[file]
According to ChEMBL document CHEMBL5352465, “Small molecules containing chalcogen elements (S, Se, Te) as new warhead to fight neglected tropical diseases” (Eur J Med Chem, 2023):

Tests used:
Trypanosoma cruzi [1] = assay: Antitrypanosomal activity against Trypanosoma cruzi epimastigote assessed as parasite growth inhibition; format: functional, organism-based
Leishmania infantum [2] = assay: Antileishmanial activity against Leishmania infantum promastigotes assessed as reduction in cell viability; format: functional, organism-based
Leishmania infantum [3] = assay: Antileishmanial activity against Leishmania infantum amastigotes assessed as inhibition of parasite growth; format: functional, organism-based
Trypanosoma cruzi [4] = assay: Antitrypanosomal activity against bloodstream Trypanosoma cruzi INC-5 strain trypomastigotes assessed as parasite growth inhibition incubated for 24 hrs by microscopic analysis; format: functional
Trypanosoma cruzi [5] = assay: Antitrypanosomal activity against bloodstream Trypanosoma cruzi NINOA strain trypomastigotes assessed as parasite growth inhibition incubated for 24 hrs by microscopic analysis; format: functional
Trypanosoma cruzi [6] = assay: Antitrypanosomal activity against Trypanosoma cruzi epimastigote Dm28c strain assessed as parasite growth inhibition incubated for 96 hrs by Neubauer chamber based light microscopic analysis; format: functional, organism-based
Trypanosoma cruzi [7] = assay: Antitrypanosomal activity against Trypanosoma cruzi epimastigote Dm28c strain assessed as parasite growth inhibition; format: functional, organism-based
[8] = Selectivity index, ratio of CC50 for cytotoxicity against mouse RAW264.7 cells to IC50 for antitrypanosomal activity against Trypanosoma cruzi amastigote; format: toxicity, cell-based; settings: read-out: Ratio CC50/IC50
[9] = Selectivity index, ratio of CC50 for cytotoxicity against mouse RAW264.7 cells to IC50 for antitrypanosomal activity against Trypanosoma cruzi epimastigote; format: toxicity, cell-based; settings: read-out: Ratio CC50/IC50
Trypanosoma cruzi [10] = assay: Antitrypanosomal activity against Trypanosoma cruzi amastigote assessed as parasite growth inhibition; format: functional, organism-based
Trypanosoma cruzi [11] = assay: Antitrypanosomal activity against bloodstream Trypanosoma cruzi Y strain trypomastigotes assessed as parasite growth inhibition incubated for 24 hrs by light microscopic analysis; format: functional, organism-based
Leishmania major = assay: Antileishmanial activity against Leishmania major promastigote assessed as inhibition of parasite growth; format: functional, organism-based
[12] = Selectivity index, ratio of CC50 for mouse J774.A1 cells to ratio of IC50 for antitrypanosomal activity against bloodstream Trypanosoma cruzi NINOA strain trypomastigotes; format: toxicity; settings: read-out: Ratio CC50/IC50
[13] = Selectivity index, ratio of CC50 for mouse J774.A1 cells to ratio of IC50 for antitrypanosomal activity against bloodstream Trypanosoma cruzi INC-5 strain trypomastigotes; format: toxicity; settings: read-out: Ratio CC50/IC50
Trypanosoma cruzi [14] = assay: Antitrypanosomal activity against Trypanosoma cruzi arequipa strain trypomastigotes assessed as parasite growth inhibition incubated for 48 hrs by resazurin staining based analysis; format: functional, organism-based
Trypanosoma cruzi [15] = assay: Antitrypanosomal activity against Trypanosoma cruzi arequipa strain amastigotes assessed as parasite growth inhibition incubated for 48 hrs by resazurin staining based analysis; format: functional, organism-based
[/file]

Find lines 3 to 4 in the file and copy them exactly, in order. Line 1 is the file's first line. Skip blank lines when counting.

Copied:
Trypanosoma cruzi [1] = assay: Antitrypanosomal activity against Trypanosoma cruzi epimastigote assessed as parasite growth inhibition; format: functional, organism-based
Leishmania infantum [2] = assay: Antileishmanial activity against Leishmania infantum promastigotes assessed as reduction in cell viability; format: functional, organism-based